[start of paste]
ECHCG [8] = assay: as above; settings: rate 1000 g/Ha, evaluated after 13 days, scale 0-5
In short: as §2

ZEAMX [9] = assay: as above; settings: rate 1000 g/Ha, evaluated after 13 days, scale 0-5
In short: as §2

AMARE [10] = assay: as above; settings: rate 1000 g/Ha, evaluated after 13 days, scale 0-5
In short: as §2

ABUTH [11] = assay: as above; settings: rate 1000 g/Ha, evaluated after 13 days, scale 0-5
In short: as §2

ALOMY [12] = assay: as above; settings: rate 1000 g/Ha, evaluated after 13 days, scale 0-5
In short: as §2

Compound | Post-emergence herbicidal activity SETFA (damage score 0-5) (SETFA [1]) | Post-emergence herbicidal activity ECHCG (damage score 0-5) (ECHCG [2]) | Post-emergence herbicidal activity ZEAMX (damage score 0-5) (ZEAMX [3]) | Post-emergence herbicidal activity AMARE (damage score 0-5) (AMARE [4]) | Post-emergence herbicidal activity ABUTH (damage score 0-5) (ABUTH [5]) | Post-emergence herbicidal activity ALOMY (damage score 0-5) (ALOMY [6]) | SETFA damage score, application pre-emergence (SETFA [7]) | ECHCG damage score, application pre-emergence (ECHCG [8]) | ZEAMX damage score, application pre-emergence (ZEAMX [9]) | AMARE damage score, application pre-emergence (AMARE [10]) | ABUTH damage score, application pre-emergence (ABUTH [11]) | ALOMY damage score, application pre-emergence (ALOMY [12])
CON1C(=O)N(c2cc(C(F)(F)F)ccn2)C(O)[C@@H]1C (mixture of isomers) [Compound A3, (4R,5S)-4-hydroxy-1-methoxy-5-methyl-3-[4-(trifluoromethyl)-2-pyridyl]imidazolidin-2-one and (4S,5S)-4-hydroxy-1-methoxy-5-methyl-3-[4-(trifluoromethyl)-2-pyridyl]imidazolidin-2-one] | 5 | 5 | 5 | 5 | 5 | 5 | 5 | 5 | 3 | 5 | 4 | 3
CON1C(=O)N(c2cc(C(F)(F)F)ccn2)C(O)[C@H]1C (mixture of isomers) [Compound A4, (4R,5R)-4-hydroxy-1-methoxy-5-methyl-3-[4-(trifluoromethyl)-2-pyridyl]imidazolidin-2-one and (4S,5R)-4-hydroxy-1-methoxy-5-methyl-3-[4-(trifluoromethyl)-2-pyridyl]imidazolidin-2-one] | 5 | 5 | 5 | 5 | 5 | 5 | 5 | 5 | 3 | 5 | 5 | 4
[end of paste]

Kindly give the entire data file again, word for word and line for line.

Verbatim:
ECHCG [8] = assay: as above; settings: rate 1000 g/Ha, evaluated after 13 days, scale 0-5
In short: as §2

ZEAMX [9] = assay: as above; settings: rate 1000 g/Ha, evaluated after 13 days, scale 0-5
In short: as §2

AMARE [10] = assay: as above; settings: rate 1000 g/Ha, evaluated after 13 days, scale 0-5
In short: as §2

ABUTH [11] = assay: as above; settings: rate 1000 g/Ha, evaluated after 13 days, scale 0-5
In short: as §2

ALOMY [12] = assay: as above; settings: rate 1000 g/Ha, evaluated after 13 days, scale 0-5
In short: as §2

Compound | Post-emergence herbicidal activity SETFA (damage score 0-5) (SETFA [1]) | Post-emergence herbicidal activity ECHCG (damage score 0-5) (ECHCG [2]) | Post-emergence herbicidal activity ZEAMX (damage score 0-5) (ZEAMX [3]) | Post-emergence herbicidal activity AMARE (damage score 0-5) (AMARE [4]) | Post-emergence herbicidal activity ABUTH (damage score 0-5) (ABUTH [5]) | Post-emergence herbicidal activity ALOMY (damage score 0-5) (ALOMY [6]) | SETFA damage score, application pre-emergence (SETFA [7]) | ECHCG damage score, application pre-emergence (ECHCG [8]) | ZEAMX damage score, application pre-emergence (ZEAMX [9]) | AMARE damage score, application pre-emergence (AMARE [10]) | ABUTH damage score, application pre-emergence (ABUTH [11]) | ALOMY damage score, application pre-emergence (ALOMY [12])
CON1C(=O)N(c2cc(C(F)(F)F)ccn2)C(O)[C@@H]1C (mixture of isomers) [Compound A3, (4R,5S)-4-hydroxy-1-methoxy-5-methyl-3-[4-(trifluoromethyl)-2-pyridyl]imidazolidin-2-one and (4S,5S)-4-hydroxy-1-methoxy-5-methyl-3-[4-(trifluoromethyl)-2-pyridyl]imidazolidin-2-one] | 5 | 5 | 5 | 5 | 5 | 5 | 5 | 5 | 3 | 5 | 4 | 3
CON1C(=O)N(c2cc(C(F)(F)F)ccn2)C(O)[C@H]1C (mixture of isomers) [Compound A4, (4R,5R)-4-hydroxy-1-methoxy-5-methyl-3-[4-(trifluoromethyl)-2-pyridyl]imidazolidin-2-one and (4S,5R)-4-hydroxy-1-methoxy-5-methyl-3-[4-(trifluoromethyl)-2-pyridyl]imidazolidin-2-one] | 5 | 5 | 5 | 5 | 5 | 5 | 5 | 5 | 3 | 5 | 5 | 4